Back to Miami for Manny Diaz

Written by: Christopher Kofsky

It has been 17 days since Manny Diaz was announced as Temple’s new head coach.

During his introductory press conference, Athletic Director Patrick Kraft was asked about the possibility of Diaz leaving quickly.

“If I’m hugging Coach Diaz on the stage of the Fiesta Bowl,” Kraft said. “And he tells me ‘my dream job is open,’ go get it, and we will be right back here bringing the next best coach to Temple.”

On Sunday night, Diaz took his dream job before holding a single practice as the Owls head coach. Diaz, who was the defensive coordinator at Miami before taking the Temple job in early December, is returning to the University of Miami. Diaz is taking over for former head coach, Mark Richt, who retired on Sunday.

According to reports, the Owls will receive $4 million in a buyout from Miami for Diaz, on top of $2.5 million they are receiving from Georgia Tech for the departure of Geoff Collins.

Now to ring in 2019, Temple has to look for a new head coach for the second time in a little over a month and for the third time in five years. The Owls are seeking a new head coach, preferably one with stability.

In a press release on the Diaz departure, Kraft said,
“Our student-athletes deserve excellence and stability, and we are searching for the new coach who can do both.”

Kraft also mentioned that Temple is already beginning a nationwide search.

According to the Inquirer’s Mark Narducci, who sent out a tweet Sunday night, “Temple could be moving quickly with the next coaching hire I am hearing.”

With that said, here are some candidates that I could see Temple bringing in for interviews.

Greg Schiano: Schiano knows how to win and has been around the block in college football. He’s currently the defensive coordinator for the Ohio State Buckeyes. He also was a head coach at Rutgers from 2001-2011, with a 68-67 record with the Scarlet Knights. Schiano is credited with turning the Rutgers program around and helping them get into the Big 10. In the 2006 season, Schiano had Rutgers ranked seventh in the AP Polls.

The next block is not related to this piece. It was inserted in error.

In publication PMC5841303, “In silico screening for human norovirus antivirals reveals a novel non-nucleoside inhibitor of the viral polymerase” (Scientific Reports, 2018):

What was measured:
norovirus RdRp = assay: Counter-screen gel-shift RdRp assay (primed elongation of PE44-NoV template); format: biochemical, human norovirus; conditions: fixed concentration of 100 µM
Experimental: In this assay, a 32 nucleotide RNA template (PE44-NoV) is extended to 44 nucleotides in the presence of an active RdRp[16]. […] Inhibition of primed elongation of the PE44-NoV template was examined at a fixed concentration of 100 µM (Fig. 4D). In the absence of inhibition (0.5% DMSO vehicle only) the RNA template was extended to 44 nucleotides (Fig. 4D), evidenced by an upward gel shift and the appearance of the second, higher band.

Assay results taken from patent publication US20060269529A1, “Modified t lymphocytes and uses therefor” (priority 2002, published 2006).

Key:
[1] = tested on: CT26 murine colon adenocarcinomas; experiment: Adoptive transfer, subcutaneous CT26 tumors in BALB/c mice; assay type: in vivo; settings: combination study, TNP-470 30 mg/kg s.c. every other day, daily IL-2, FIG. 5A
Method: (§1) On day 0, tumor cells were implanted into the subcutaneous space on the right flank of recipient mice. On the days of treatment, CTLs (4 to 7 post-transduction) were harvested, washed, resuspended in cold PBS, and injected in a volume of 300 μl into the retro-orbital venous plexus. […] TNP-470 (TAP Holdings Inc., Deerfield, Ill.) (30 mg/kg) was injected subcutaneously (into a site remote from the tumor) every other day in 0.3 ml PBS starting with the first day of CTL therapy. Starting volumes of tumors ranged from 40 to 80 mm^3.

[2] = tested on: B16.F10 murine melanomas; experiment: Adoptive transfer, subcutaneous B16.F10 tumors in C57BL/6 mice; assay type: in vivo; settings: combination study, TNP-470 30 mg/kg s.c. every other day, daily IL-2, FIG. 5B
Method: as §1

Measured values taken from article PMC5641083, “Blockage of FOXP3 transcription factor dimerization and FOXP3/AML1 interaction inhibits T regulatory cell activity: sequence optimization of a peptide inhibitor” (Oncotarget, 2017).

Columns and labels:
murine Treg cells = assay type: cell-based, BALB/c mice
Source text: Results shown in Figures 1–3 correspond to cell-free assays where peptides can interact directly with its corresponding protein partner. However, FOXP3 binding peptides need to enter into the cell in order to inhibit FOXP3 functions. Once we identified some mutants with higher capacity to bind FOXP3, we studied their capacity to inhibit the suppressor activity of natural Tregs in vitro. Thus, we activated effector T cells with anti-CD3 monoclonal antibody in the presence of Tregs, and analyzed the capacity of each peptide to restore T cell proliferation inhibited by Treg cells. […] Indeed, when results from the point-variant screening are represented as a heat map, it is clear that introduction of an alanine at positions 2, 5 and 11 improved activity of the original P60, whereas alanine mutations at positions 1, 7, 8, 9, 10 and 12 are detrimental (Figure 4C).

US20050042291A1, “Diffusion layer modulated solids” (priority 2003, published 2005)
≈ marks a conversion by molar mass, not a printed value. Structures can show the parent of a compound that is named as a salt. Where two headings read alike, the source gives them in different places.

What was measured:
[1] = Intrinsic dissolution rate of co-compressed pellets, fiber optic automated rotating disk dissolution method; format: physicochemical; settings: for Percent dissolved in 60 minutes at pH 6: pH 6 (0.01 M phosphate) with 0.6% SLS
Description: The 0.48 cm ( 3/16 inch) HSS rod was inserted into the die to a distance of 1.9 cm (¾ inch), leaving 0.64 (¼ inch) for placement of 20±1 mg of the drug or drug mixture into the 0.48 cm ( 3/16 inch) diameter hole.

Schiano’s name was circulating in the prior interviews, but he never received an interview for the position.

Todd Bowles: Todd Bowles, a Temple alumnus, has been in the NFL for the last 5 seasons coaching the New York Jets. Despite a losing record in his four seasons as Jets head coach, Bowles knows how to run a defense and will fill the role as a “defensive minded” coach. Additionally, he knows the culture around Temple football.

Fran Brown: Brown was hired as co-defensive coordinator and assistant head coach to Diaz’s staff. He’s coming from Matt Rhule’s staff at Baylor and was the defensive backs coach at Temple under Rhule starting in 2013 but has been part of the Owls’ coaching staff since 2011. He interviewed for the job the first time around but did not get it. Brown is backed up by many Owls players past and present including wide receiver Ventell Bryant, who tweeted,
“So can Fran Brown be Temple University’s new head coach? Asking for a couple of teammates.”

Don Brown: Brown is another defensive minded coach, who could embrace the “Temple Tuff” mentality. Brown is currently the defensive coordinator at Michigan. Michigan had the top total defense in college football this season, only giving up 262.5 yards per game. Brown has coached under Jim Harbaugh and has tons of experience being a defensive coordinator with stints at Boston College and UConn. He was also the head coach of UMass from 2004-2008 with a record of 43-19.

Ed Foley: Foley was the Owls’ interim head coach for their bowl game this season, in which they lost to Duke 56-27. His regular title for the Owls is special teams coach and tight end coach. Foley has been with Temple since 2008 and was also their interim head coach in 2016, when Rhule left for Baylor. Like Fran Brown, Foley is getting support from former Temple players, like former Owls wide receiver Rod Streater who tweeted, “Temple needs to hire my guy Coach Ed Foley.”

One thought on “Back to Miami for Manny Diaz

  • Mar 22, 2019 at 6:12 am
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